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A view of the Capitol and Dept. of Education buildings Wednesday morning, Oct. 11, 2017 in Tallahassee, Fla. (Photo by Phil Sears)

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Down ballot: Mayoral, city commission races face Tallahassee voters

Attention usually goes to the candidates vying to take the Governor’s Mansion, or to the three Cabinet offices lining the halls of the Capitol’s plaza level.

But in Florida’s capital, there are a series of down-ballot offices and two local charter amendments on the ballot.

Here’s a brief rundown:

Mayor

Most voters are aware that Democratic gubernatorial candidate Andrew Gillum is the Mayor of Tallahassee. But only the locals are likely familiar with the two men competing to replace him. 

First, a caveat from veteran Tallahassee Democrat politics reporter Jeff Burlew: “Tallahassee and Leon County local races are nonpartisan, so voters won’t see an R or D next to any candidate names.

“But party affiliation matters to a lot of people, especially in the capital, where politics dominate and registered Democrats make up the majority of voters.”

John Dailey, 45, is a longtime Leon County commissioner, having served the residents of District 3 since 2006. Dailey announced his bid in late March. In the Aug. 28 primary, he advanced to the mayoral runoff with 40 percent of the vote, making him an early favorite among the local electorate.

Dustin Daniels, 29, is Gillum’s former chief of staff. He announced his candidacy shortly after Dailey, promising to appeal to the younger, more progressive voters who reside part-time in the city at nearby Florida State University, Florida A&M University and Tallahassee Community College. He advanced to the runoff with 25 percent of the vote.

Both candidates messaged on reducing the area’s high rate of violent crime and sought to distinguish themselves as the right candidate to do the trick.

Each candidate played to the largely Democratic electorate in Leon County, where Republicans are outnumbered nearly 2-1 in voter registration.

Daniels at one point attempted to brand Dailey as a conservative. Meanwhile, Dailey’s promised policy platforms include enacting a local ordinance to protect women’s reproductive health care rights.

City Commission, District 3

Jeremy Matlow, 33, is a local restaurateur. He grew up in Tallahassee, and in 2014 launched local pizza shop Gaines Street Pies, an enterprise that has since expanded to other locations. He advanced to the runoff with 38 percent of the vote.

Lisa Brown, 42, is a credit union CEO. She advanced to Tuesday’s runoff with 32 percent of the vote. She has promised to parlay experience from her professional career to develop the city’s economy.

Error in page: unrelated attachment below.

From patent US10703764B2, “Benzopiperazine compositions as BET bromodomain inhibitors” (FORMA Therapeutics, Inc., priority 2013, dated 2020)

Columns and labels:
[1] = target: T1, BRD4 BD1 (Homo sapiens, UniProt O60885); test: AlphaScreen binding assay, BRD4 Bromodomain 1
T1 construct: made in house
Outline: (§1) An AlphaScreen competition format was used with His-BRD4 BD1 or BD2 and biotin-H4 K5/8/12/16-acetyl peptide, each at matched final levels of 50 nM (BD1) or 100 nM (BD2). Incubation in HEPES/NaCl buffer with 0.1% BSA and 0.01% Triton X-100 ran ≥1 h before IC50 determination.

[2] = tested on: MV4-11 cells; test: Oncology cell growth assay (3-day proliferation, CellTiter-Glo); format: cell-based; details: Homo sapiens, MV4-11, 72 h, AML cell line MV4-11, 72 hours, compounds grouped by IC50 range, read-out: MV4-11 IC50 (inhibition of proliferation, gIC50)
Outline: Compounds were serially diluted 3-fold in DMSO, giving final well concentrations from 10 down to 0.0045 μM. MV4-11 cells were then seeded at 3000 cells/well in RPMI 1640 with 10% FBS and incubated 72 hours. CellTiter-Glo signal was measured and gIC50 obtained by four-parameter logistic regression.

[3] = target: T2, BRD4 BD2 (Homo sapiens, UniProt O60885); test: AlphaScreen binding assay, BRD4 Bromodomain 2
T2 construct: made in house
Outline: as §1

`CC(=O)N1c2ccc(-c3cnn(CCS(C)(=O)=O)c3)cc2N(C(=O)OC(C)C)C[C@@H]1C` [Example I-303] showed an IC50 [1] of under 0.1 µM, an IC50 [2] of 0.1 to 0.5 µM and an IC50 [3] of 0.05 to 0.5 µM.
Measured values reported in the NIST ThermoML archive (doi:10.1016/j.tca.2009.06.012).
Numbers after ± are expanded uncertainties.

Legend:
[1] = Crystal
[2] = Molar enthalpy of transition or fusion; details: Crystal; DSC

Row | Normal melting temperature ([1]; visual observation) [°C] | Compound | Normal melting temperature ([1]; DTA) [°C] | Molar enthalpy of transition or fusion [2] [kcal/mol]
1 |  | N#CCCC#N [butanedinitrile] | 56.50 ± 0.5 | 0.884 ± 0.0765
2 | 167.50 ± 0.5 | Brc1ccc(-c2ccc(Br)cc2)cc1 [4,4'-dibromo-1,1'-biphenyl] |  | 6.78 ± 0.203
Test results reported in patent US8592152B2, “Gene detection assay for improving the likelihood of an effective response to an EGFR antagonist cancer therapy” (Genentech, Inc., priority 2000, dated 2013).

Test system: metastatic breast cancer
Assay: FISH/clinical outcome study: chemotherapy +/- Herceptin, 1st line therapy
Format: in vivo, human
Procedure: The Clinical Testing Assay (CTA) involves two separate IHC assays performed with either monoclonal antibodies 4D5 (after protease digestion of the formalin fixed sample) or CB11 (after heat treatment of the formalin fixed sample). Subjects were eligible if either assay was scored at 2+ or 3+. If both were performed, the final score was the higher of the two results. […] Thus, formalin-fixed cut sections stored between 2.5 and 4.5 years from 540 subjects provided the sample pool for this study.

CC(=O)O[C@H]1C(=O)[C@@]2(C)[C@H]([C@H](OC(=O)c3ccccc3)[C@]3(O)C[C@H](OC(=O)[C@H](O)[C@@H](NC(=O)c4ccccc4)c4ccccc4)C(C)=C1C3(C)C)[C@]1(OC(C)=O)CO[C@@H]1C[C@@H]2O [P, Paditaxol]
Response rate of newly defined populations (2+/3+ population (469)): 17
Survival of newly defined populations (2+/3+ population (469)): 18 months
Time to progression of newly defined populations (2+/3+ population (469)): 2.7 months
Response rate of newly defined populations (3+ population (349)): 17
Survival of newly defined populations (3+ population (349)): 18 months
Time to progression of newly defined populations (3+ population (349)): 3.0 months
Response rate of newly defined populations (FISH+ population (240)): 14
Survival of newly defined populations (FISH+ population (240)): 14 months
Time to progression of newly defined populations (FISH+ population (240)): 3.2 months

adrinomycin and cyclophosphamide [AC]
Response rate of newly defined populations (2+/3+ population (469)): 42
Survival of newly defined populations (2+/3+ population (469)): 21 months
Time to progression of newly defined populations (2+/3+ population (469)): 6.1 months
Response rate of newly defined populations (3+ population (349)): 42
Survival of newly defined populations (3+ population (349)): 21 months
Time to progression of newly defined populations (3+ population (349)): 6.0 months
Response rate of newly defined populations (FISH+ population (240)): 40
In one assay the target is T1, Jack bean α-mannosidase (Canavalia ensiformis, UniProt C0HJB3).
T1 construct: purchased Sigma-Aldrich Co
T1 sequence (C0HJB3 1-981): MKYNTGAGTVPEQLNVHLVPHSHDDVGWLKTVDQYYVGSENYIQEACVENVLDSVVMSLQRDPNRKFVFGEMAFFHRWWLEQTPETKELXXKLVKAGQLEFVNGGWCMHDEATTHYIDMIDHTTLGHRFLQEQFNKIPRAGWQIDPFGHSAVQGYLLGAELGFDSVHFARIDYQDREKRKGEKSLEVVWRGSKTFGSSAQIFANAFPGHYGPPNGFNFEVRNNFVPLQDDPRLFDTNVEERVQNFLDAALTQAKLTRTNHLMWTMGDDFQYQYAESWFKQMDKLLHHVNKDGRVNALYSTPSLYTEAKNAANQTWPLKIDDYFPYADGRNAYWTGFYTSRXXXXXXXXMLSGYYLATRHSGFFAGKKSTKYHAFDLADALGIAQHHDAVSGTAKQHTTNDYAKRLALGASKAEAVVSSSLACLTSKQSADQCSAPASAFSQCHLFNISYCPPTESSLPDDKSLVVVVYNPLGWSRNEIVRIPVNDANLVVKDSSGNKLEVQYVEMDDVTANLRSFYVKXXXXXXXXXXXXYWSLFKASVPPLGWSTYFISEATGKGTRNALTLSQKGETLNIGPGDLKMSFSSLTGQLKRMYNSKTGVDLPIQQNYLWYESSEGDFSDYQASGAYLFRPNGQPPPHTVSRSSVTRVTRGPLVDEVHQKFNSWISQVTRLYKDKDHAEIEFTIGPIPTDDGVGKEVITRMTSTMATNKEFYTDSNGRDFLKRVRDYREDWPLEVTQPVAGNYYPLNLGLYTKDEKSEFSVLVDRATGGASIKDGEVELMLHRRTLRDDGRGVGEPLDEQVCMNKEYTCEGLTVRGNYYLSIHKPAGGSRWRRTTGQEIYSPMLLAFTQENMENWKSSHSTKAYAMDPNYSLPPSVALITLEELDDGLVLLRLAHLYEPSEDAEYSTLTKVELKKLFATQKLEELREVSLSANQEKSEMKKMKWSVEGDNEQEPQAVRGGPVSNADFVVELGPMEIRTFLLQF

City Commission, District 5

Dianne WilliamsCox, 55, touts more than 30 years of experience in the public and private sector. She grew up in nearby Quincy and is a graduate of FAMU.

Williams-Cox advanced to the general election after securing 48 percent of the vote, just shy of the threshold needed to clinch the election in August.

Bob Lotane, 60, is a former reporter and communications executive, with experience working with local charities. Notably, Lotane was paralyzed after he contracted an extremely virulent case of West Nile virus.

One highlight of his bid is this humbling ad. Lotane advanced to a general election runoff after securing 23 percent of the vote.

Code of Ethics

This countywide measure would, according to ballot language, “prescribe standards of conduct for members” of the Leon County Commission, county employees, and other committees and boards appointed or overseen by the commission.

“If approved by voters, the amendment would require the commission to pass an ordinance prescribing standards of conduct for county elected and appointed officials and employees by the first meeting in December 2019,” the Democrat explained.

Public Defender of the Second Judicial Circuit ethics appointee

This measure, on the ballot only for city voters, provides that Seat 2 on the City of Tallahassee Independent Ethics Board be appointed by the Public Defender for the Second Judicial Circuit.

The Democrat reports that the ethics panel should have an additional member, although it is currently barred by a “Florida Judicial Advisory Committee opinion that prohibits the Chief Circuit Judge from appointing a member.”

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